Making the most of RESP withdrawals
Your child or grandchild is about to make the next big leap in their life, from high school to college or university. You now have some decisions to make about the Registered Education Savings Plan (RESP) you’ve so faithfully contributed to through the years. You’ll want to make the most of those funds accumulated within your RESP along with getting the full benefit of Educational Assistance Payments (EAPs) and minimizing the amount of tax your student will pay, and by using these withdrawal strategies, you will.
Hand it over
Elect to withdraw income within your RESP as an EAP, made up of plan income, the Canadian Education Savings Grant (CESG), the Canadian Learning Bond (CLB), and any provincial grants, because it will be taxed in the hands of the student, who is likely to be in a lower tax bracket. To avoid a potential CESG payback, avoid withdrawing contributions unless you’ve paid out all of your income within your RESP as an EAP.
Don’t withdraw contributions before your student begins school or you’ll trigger a repayment of the CESG.
Don’t take your lumps
Instead of taking EAPs as a single lump sum, spread them over the expected length of the educational program and you’ll avoid burdening your student with a huge taxable income in the first year as well as taking advantage of his or her (presumably) lower marginal tax rates over a number of years.
Haste makes waste
Most plans restrict withdrawals to a maximum of $5,000 in the first 13 weeks of your student’s program. You can exceed the $5,000 limit by requesting written permission from the Minister of Human Resources within those first 13 weeks. This allows you to avoid having to pay the extra initial school expenses out of your own pocket or withdrawing contributions and potentially having to repay some of your CESG monies.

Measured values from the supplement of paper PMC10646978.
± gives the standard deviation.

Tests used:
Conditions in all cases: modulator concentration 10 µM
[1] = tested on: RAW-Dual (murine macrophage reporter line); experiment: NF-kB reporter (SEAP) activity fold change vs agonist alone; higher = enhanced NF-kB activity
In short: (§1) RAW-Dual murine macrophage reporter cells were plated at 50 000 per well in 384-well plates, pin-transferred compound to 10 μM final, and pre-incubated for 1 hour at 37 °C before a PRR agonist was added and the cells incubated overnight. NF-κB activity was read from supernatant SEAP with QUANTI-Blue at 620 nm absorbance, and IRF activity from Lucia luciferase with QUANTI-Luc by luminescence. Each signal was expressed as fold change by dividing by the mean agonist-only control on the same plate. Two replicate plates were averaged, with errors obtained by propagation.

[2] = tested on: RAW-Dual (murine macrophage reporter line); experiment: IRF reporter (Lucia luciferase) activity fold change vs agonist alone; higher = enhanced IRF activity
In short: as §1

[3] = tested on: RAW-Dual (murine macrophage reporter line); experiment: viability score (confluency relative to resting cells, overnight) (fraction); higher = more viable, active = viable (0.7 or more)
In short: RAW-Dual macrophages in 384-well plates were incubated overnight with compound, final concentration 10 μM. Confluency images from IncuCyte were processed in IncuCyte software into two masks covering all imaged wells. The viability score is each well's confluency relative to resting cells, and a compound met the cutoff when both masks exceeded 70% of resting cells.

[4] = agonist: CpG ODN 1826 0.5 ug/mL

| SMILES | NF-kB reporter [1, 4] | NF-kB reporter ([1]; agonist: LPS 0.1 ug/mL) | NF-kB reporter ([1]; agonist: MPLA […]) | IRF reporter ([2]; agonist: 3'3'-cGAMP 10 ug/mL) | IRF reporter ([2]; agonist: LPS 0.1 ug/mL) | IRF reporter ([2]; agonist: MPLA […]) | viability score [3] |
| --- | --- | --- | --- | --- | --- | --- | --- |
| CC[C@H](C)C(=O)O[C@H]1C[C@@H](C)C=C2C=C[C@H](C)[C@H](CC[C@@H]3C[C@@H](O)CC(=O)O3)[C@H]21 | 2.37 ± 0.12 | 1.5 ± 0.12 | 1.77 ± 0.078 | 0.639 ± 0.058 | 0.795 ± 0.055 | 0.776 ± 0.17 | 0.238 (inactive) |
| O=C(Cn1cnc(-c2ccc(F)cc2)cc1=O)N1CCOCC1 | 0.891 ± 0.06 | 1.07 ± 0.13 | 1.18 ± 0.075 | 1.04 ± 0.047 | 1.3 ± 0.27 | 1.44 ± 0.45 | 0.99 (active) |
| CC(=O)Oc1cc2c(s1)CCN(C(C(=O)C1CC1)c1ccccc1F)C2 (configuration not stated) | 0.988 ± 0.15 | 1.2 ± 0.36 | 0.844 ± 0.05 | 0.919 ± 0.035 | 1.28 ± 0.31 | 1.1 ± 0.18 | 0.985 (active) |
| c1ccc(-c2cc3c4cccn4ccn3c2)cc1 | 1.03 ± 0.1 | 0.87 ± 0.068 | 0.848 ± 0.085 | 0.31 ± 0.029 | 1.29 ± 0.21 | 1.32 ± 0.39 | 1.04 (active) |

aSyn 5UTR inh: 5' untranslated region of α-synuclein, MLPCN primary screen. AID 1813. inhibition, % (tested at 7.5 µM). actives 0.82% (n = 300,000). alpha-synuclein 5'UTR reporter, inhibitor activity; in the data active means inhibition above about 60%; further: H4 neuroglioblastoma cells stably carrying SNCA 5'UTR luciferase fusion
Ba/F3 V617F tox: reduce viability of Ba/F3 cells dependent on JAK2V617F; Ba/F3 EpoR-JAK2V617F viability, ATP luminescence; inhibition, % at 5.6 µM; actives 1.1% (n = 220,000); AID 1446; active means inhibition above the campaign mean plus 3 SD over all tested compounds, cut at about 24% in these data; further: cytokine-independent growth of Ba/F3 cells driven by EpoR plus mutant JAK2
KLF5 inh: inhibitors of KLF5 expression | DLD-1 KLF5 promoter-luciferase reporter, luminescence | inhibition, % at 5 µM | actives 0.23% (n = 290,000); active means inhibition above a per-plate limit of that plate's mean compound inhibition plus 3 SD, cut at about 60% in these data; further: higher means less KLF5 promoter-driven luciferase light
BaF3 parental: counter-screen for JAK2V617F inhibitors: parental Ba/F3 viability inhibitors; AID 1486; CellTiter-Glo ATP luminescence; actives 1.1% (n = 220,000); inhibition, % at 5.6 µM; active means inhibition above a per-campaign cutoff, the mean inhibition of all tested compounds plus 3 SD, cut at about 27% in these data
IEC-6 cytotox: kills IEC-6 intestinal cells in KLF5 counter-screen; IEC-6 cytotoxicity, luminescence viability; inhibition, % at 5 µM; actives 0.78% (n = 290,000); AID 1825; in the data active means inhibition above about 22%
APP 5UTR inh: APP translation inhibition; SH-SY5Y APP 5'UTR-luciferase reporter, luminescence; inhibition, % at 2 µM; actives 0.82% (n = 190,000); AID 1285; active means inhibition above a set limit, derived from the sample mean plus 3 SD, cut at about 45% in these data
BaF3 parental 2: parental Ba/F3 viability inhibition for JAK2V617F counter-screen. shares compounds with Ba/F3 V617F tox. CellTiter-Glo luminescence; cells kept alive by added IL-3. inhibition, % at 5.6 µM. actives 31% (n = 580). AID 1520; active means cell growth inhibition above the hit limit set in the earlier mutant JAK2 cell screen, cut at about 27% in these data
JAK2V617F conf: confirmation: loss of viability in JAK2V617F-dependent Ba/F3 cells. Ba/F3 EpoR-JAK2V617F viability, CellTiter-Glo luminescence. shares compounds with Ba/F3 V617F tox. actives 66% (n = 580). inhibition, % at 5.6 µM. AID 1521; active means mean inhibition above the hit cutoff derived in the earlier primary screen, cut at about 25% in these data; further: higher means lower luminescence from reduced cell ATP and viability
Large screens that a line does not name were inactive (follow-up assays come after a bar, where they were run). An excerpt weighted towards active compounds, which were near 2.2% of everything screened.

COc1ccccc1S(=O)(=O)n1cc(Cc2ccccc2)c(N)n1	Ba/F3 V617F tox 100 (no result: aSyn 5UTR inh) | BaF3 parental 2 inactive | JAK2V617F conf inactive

You may be required to refund some of the CESG grant money if there is any CESG remaining in the RESP after your student completes (or leaves) their post-secondary program, although the Income Tax Act does allow EAPs to be paid to a student for up to six months following the end of a program in certain cases.
Get the money when you need it
Before releasing an EAP, your RESP provider c will require proof of enrolment, so get that documentation to your carrier as early as possible.
This column, written and published by Investors Group Financial Services Inc. (in Québec – a Financial Services Firm), and Investors Group Securities Inc. (in Québec, a firm in Financial Planning) presents general information only and is not a solicitation to buy or sell any investments. Contact your own advisor for specific advice about your circumstances. For more information on this topic please contact your Investors Group Consultant.
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